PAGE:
Archive for June 2, 2018

Saturday, June 2, 2018

Mac and iOS Automation History

Jordan McMahon:

As it turns out, Jobs was gauging the room to see who was passionate enough about their work to fight for it. Those were the people he wanted to keep. Soghoian passed the test.


As the CEO left the office, he saw Soghoian lingering and asked him what he wanted to talk about. Game face on, Soghoian told Jobs, “Automation, but for the rest of us.” They scurried into the conference room for a private demo. In the upper left hand corner of Automator’s window sat a grid of applications that worked with the program—you’d see things like Finder, Alarm, Mail, Pictures, Internet, and Music. Under each category was a list of all the functions Automator could make the apps complete. By selecting the functions one by one, you could string together as many commands as you wanted to build a little workflow. Anyone with a mouse could change the typefaces in a folder full of Word documents or build a playlist out of their 100 most-listened-to tracks in iTunes, all without typing a word of AppleScript.


Once their work was done, Pierce opened x-callback-url up to any developer eager to try it out. "Without that, it would’ve just been a clever integration between Instapaper and Terminology," Arment says. Instead, it became the de facto standard for getting apps—even big ones like Google Maps and Evernote—to share information with each other and process stuff in tandem.


In 2014, after Apple announced a ton of new tools for apps to work together in iOS 8, Barnard and Youens started brainstorming ways these tools could make their app better. Their plan was to find a way to run x-callback-urls in succession to create script-like actions. They had effectively dreamed up Automator for iOS, but their fear of being burned again by Apple’s often convoluted and murky app approval process held them back from following through.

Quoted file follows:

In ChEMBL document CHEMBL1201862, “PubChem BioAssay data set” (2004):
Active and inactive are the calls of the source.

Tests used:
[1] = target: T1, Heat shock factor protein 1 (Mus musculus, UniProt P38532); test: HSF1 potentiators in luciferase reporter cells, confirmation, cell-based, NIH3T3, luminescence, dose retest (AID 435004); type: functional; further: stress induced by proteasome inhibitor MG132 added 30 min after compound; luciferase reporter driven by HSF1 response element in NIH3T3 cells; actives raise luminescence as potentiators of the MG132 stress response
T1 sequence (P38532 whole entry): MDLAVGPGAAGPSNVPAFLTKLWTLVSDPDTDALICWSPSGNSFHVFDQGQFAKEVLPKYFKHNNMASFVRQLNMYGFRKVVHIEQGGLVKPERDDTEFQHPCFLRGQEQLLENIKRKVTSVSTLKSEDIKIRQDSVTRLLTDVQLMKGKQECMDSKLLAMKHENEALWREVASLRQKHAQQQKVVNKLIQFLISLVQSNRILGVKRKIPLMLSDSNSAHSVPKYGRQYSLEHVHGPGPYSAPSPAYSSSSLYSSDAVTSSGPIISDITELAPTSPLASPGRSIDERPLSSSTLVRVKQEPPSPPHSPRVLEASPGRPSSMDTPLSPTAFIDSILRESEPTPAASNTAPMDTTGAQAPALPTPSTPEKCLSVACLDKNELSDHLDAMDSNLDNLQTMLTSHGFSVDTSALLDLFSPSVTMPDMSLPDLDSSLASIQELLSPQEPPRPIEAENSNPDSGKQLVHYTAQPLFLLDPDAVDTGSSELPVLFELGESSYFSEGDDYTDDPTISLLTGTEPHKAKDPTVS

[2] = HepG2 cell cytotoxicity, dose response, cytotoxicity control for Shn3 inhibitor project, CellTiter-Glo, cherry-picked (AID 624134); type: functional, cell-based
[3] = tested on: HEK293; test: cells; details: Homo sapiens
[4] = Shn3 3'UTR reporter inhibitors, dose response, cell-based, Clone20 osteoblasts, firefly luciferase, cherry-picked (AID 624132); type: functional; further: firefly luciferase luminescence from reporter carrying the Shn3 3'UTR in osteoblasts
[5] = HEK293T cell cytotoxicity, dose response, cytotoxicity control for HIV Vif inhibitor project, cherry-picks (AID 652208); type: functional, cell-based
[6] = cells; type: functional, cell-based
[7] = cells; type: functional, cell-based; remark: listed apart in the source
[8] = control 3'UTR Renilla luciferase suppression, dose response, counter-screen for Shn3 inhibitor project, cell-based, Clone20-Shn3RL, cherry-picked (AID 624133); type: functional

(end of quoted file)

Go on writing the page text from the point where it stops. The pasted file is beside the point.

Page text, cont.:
Previously: Thank You, Sal, Omni’s 2017 Plans.

Update (2018-06-03): See also: Hacker News.

Update (2018-06-04): David Barnard:

To be clear, @youens and I would never have built @WorkflowHQ or been acquired by Apple. My regret is that we spent the summer on Contact Center and hardly touched @LaunchCenterPro. Staying focused, even on “safe” LCP features, would have been smarter.

macOS Special-Casing to Keep Apps Working

Zhuowei Zhang (Hacker News):

What do Photoshop, Matlab, Panic Transmit, and Eclipse have in common? They are among the 299 apps for which macOS applies compatibility fixes.

Here’s the full list of bundle IDs, along with the functions that checks for them, and the first caller to those functions.


Compatibility fixes are applied by checking the bool __CFAppVersionCheckLessThan(CFStringRef, CFSystemVersion) function, which returns true if the current app matches the specified bundle ID and is linked on or prior to the macOS version. Thus, older versions of the app would have the fix applied, while newer versions built with a newer SDK would not.

Dave Mark:

First things first, not sure “so buggy” is the right note here. Might be that, or might be more a combination of “so important” and taking advantage of a feature or bit of code that has been put out to pasture or has been replaced.

Chris Espinosa:

Apple has been special-casing apps in system software updates for 30+ years. This is an instructional tech article but not a dramatic revelation, and shouldn’t reflect poorly on the apps or their authors. Often they were working around our bugs.

Scott Knaster:

Yep. We were doing this at least as far back as the original 128K Mac.

Peter Steinberger:

Good example how Apple cares about backwards compatibility: A bug was fixed WebKit breaking the Box app (which fails to make any policy decision in its decidePolicyForMIMEType delegate) so the old behavior is now covered.